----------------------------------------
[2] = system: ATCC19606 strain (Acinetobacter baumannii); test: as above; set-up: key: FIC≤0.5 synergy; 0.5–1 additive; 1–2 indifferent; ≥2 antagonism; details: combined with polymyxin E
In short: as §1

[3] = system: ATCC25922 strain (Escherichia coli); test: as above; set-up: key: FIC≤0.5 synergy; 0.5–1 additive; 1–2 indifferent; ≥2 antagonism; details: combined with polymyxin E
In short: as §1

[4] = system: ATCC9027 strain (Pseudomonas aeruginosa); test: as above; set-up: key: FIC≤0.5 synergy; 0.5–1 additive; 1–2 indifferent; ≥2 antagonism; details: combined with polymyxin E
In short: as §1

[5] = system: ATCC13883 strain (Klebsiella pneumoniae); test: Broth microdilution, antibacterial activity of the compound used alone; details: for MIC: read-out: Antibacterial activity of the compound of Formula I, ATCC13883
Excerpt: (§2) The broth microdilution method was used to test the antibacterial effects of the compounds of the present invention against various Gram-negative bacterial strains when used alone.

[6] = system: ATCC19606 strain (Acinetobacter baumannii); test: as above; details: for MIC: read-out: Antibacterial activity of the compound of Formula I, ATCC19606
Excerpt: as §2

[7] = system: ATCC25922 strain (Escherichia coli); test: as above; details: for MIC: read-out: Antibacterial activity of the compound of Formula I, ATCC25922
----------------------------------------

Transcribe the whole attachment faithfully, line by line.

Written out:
[2] = system: ATCC19606 strain (Acinetobacter baumannii); test: as above; set-up: key: FIC≤0.5 synergy; 0.5–1 additive; 1–2 indifferent; ≥2 antagonism; details: combined with polymyxin E
In short: as §1

[3] = system: ATCC25922 strain (Escherichia coli); test: as above; set-up: key: FIC≤0.5 synergy; 0.5–1 additive; 1–2 indifferent; ≥2 antagonism; details: combined with polymyxin E
In short: as §1

[4] = system: ATCC9027 strain (Pseudomonas aeruginosa); test: as above; set-up: key: FIC≤0.5 synergy; 0.5–1 additive; 1–2 indifferent; ≥2 antagonism; details: combined with polymyxin E
In short: as §1

[5] = system: ATCC13883 strain (Klebsiella pneumoniae); test: Broth microdilution, antibacterial activity of the compound used alone; details: for MIC: read-out: Antibacterial activity of the compound of Formula I, ATCC13883
Excerpt: (§2) The broth microdilution method was used to test the antibacterial effects of the compounds of the present invention against various Gram-negative bacterial strains when used alone.

[6] = system: ATCC19606 strain (Acinetobacter baumannii); test: as above; details: for MIC: read-out: Antibacterial activity of the compound of Formula I, ATCC19606
Excerpt: as §2

[7] = system: ATCC25922 strain (Escherichia coli); test: as above; details: for MIC: read-out: Antibacterial activity of the compound of Formula I, ATCC25922